The epitome of classic Final Fantasy, FFIX has a lot of charm and so many story moments I'll never forget, from the beginning to the incredible ending, which is one of my favorites in gaming. The colorful cast of characters is greatly fleshed out, super likeable, memorable, and they have amazing chemistry. Vivi is easily one of my favorite characters in gaming and Garnet is one of my favorite female characters ever. The relationship between the main protagonist, Zidane Tribal, and princess Garnet, and the way it evolves into a beautiful romance, is one of the highlights of the story. Another thing that I love about this game are the Active Time Events (a feature that sadly has not been used again in any other FF game), which are little optional events that help to give more insight into the characters' backgrounds, their development, and the game's world. The amount of content this game has is another one of its highlights, I spent so many hours doing side activities, for example, trying to get all the chocographs (which give the approximate location of different treasure chests) and the treasures you can find with those chocographs. Of course, the game's OST is wonderful.

#17 - Kid Icarus: Uprising

Kid Icarus: Uprising's controls are divisive, but I'm certainly among the people who enjoy them, I just adore this game's gameplay (even though I'm left-handed, so I struggle with higher difficulties), it's exhilarating, fast paced and addicting. Both the air-based sections and the on-foot sections are highly enjoyable to me. Another thing that I love about this game is how each weapon feels very different to play and choosing the right weapon can be critical to clear a level + the weapon fusion system is incredibly deep. The difficulty system in this game is very well designed: you are free to choose the difficulty you want before starting a level (at the cost of hearts, which are like the game's currency) but choosing super easy difficulties results in very few rewards. The gameplay is not the only great thing about KIU: the story is actually pretty engaging and the characters are charming and charismatic, their dialogues are well written and I like it how some of them can be very funny (the voice acting is top notch). The soundtrack is amazing and the visuals are incredibly good for a 3DS game.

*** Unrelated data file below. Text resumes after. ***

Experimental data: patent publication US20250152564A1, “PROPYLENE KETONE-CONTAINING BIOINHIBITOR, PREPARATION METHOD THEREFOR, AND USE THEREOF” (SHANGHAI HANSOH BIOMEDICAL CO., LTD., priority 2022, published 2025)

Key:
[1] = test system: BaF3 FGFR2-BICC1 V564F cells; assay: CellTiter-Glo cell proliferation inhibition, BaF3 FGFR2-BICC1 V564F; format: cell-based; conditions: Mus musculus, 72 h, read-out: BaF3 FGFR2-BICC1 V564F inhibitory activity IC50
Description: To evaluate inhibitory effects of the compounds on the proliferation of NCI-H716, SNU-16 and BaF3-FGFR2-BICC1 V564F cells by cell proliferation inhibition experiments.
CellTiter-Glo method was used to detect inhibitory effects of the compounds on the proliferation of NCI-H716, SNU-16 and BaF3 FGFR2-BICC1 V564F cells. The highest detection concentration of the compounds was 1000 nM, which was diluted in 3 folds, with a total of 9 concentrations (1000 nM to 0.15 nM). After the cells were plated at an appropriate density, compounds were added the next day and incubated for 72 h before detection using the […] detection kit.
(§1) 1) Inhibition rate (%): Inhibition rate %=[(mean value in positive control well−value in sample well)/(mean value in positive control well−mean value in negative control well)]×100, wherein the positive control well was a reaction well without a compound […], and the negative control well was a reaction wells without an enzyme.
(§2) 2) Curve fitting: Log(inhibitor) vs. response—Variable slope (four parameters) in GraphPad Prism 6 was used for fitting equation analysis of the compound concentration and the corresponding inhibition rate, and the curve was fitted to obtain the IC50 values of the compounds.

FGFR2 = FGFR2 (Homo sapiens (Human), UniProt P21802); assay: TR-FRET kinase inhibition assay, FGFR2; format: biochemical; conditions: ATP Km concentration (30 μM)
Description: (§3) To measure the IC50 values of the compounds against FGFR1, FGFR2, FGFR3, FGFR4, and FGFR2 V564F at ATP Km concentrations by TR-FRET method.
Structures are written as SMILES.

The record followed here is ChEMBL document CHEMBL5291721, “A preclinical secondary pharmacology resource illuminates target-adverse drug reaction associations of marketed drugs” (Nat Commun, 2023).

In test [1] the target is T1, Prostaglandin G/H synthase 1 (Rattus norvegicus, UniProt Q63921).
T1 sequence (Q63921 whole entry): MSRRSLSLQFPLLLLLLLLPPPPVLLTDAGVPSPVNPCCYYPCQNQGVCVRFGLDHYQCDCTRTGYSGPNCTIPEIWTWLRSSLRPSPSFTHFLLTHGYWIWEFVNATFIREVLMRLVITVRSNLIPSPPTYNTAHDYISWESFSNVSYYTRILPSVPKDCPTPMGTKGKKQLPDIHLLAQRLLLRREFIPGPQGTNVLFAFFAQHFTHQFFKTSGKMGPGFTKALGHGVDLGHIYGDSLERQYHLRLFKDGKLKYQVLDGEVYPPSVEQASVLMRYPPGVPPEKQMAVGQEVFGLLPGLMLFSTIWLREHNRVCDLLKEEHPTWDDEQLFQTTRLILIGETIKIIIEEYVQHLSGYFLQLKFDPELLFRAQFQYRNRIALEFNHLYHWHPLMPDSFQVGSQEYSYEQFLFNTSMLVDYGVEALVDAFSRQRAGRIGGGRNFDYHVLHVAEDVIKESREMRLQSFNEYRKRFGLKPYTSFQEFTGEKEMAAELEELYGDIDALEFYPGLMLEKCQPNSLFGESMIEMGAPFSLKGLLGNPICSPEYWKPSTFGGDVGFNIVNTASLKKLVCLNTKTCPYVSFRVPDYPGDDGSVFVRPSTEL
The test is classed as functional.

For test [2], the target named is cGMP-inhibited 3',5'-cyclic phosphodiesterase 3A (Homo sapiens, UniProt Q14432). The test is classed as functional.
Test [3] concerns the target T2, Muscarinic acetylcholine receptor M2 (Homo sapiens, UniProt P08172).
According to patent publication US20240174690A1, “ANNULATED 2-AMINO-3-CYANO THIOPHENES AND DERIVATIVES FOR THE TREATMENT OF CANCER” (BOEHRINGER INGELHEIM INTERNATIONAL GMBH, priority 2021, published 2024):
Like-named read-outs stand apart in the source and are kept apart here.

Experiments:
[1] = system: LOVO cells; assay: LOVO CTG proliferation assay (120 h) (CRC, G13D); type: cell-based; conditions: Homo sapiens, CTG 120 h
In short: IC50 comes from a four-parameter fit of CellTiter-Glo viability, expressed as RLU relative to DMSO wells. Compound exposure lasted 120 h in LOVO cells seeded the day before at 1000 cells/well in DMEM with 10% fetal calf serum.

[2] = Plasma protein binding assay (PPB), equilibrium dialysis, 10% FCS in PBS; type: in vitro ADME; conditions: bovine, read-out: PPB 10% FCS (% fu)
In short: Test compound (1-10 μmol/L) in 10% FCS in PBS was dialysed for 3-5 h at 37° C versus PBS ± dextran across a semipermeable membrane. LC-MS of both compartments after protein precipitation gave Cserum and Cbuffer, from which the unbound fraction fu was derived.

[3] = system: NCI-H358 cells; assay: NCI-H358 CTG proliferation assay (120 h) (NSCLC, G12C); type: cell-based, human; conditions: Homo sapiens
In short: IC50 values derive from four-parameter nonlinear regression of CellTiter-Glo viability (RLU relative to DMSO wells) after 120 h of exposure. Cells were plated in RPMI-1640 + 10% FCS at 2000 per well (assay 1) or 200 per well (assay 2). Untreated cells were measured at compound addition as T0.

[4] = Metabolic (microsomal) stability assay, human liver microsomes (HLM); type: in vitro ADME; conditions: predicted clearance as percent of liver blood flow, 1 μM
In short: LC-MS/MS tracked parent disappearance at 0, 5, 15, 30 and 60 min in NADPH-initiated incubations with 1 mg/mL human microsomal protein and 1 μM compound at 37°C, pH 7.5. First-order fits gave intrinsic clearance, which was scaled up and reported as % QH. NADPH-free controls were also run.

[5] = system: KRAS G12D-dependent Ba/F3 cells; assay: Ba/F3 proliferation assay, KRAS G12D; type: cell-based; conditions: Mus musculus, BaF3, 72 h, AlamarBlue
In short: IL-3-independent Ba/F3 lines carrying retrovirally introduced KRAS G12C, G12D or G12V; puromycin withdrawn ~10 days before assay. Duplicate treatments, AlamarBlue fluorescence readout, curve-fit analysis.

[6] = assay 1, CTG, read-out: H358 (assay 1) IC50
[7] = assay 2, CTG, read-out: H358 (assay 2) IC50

#16 - The Legend of Zelda: The Wind Waker

While the game is not fully open world, the sense of being in a grand adventure and wonder that it gives you is truly something else, mainly thanks to its main concept, which is exploring different islands in a huge ocean. This game got one of the most charming and memorable stories in the series, and the characters you'll find during your travels are all endearing and likeable. Also, this game has my favorite incarnation of Ganondorf. Another aspect that I love about The Wind Waker are the sidequests, especially the NPC-related ones, as they help to make you feel more attached to the game's world and its inhabitants. The islands themselves have a good amount of content in them (though some of them can be too similar to each other *cough* the eye reefs *cough*) and exploring is overall rewarding. Visually, this is one of the most gorgeous games I've played and the original Gamecube version has aged like fine wine. Also, the soundtrack is one of the best in a series filled with amazing soundtracks.

Last edited by Keybladewielder - on 26 December 2019